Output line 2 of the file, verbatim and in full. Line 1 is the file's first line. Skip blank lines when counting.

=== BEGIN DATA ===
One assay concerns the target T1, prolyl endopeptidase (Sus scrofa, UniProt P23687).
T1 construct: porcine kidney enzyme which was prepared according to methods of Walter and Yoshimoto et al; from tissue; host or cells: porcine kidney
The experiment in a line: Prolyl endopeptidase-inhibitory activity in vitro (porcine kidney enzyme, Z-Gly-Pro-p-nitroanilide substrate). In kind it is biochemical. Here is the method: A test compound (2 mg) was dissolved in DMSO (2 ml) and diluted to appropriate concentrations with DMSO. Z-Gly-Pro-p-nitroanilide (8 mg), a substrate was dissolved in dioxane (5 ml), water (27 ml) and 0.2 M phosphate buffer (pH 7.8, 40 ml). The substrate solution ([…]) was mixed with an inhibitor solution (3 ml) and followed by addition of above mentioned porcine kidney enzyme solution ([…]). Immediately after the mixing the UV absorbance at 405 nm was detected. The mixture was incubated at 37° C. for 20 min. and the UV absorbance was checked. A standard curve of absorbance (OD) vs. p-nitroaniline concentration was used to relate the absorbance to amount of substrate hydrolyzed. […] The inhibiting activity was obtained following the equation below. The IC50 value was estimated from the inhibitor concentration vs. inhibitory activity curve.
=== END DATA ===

T1 construct: porcine kidney enzyme which was prepared according to methods of Walter and Yoshimoto et al; from tissue; host or cells: porcine kidney